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How COVID-19 Response Is Expanding the Cyberattack Surface

As organizations rapidly move to a remote-work model in response to COVID-19, cybersecurity professionals are facing a sudden expansion of the attack surface. Here’s what you need to consider from a vulnerability management standpoint to keep your organization safe.

As organizations of all sizes respond to the COVID-19 pandemic by enabling vast numbers of employees to work from home, cybersecurity leaders are facing a sudden expansion of the attack surface. In addition to helping employees avoid falling prey to the plethora of coronavirus-related malware campaigns and scams currently circulating, organizations would do well to closely monitor the tools being used to enable a suddenly remote workforce. This post is intended to provide guidance for security teams, sysadmins and end users alike about the VPNs, SMTP servers, Windows Remote Desktop Protocols, browsers and routers working overtime to keep organizations up and running.

Understanding the distributed attack surface

As organizations move to a remote-work model, either temporarily for emergency conditions or as a more permanent solution to facilitate talent acquisition and corporate growth, their attack surface also grows. Managing a remote workforce can be challenging, as it distributes the attack surface. This is especially challenging when the distribution is done on short notice, but it’s not an impossible task. CISOs and systems administrators need to focus not only on corporate-controlled assets, but the additional risk brought on by employees’ personal devices that aren’t managed and secured by corporate security measures.

Managing VPNs and mail servers

Remote employees need to connect to corporate resources to collaborate and manage their work. Vulnerabilities found in VPNs, like the Fortinet and Pulse Secure flaws that were actively exploited in summer 2019, or the critical vulnerability in Citrix Application Delivery Controller that was exploited in January of this year, provide a popular target for attackers looking to pivot from the virtual front door to the rest of an organization’s assets.

A higher volume of critical information is being sent through email as employees are being sent the resources they need to work remotely. If an attacker were to gain access to those email servers for a short time, they would have a higher chance of intercepting sensitive data. Simple Mail Transfer Protocol (SMTP) server vulnerabilities – like CVE-2020-0688 in Microsoft Exchange Server and Exim vulnerabilities CVE-2018-6789, CVE-2019-10149, CVE-2019-15846 and CVE-2019-16928 – are prime targets for attackers looking to quickly capitalize on unpatched mail servers. So, make sure mail servers are patched and up-to-date, and caution users about the risks of using email to send sensitive data.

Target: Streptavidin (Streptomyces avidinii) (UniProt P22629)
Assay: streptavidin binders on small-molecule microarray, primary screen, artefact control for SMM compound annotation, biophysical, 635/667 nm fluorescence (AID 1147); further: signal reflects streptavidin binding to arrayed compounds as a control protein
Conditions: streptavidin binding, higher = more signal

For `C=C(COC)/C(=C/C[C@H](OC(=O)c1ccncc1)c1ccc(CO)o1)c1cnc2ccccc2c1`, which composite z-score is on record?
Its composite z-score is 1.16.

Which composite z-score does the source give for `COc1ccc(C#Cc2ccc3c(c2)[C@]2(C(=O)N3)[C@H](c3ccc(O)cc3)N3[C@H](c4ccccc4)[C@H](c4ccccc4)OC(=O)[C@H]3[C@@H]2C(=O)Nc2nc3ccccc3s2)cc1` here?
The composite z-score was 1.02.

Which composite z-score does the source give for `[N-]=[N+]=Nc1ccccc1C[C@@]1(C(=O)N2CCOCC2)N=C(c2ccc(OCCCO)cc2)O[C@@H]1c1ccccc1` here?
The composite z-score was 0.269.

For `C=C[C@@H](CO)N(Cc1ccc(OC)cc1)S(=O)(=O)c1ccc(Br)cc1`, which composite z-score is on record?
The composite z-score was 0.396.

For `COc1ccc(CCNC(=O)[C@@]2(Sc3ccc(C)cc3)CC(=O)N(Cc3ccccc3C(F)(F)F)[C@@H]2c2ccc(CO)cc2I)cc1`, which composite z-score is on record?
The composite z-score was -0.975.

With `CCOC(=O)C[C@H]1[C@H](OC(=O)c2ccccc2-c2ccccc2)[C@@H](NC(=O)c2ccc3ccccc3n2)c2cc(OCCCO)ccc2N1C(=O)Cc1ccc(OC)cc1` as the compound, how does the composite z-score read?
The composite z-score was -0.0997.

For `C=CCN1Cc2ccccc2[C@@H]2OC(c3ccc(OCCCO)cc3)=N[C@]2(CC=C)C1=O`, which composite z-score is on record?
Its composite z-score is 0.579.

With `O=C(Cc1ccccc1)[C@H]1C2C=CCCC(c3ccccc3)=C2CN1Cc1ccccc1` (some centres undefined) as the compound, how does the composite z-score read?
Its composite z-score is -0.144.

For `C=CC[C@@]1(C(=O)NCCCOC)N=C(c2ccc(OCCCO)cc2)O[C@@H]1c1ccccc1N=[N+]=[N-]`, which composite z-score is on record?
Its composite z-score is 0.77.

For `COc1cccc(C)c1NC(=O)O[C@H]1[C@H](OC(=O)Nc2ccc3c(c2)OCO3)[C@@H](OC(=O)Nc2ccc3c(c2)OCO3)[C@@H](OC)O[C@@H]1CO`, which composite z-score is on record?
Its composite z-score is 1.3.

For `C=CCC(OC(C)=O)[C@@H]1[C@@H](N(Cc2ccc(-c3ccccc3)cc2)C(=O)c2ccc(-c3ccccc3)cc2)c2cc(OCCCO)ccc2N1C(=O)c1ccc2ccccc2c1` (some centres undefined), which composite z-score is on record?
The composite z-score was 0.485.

The remote environment: Windows Remote Desktop Protocol, web browsers and home networks

Another popular method for employees to connect to a company remotely is via the Windows Remote Desktop Protocol (RDP), which allows them to access a “remote desktop” within their company’s network. Over the years, many vulnerabilities have been identified in RDP, most notably BlueKeep, an unauthenticated remote code execution flaw requiring no user interaction to exploit and spread, similar to EternalBlue. BlueKeep was patched in Microsoft’s May 2019 Patch Tuesday and actively exploited in the wild in late 2019.

While connecting to work remotely comes with its own set of security issues, the applications installed on these devices are not without their own flaws. One of the most common targets are web browsers. Some of the most popular browsers were found to contain vulnerabilities exploited in the wild by attackers as recently as the start of 2020. Vulnerabilities in both Internet Explorer and Google Chrome were actively exploited in January, followed by Mozilla Firefox in late February. These attacks highlight the importance of ensuring the browsers your company uses are always up-to-date with the latest security patches.

The location from which you connect to your company’s network is just as important. Organizations often advise against connecting to public and untrusted Wi-Fi networks with good reasons. When using your home network, if possible, implement LAN and/or Wi-Fi network segmentation, so work devices are not accessible by other devices. Always ensure your modem and router firmware are up-to-date with the latest secure version to ensure these devices are patched against vendor-specific flaws, vulnerable protocols or services, such as the recently disclosed Point-to-Point Protocol Daemon vulnerability.

Conclusion

Managing risks with a distributed workforce can be tricky, and threat actors will continue to be a constant challenge for organizations with remote workers. From remote connections over a corporate VPN to the added risk of employees at home, there’s a lot of ground to cover. Staying informed about your organization’s threat landscape can help you stay ahead of emergent threats and cyber risks. A list of Tenable plugins to identify the vulnerabilities highlighted in this blog post is available here. For guidance on specific vulnerabilities, reference the linked articles below.

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Corporate asset risk and remote access:

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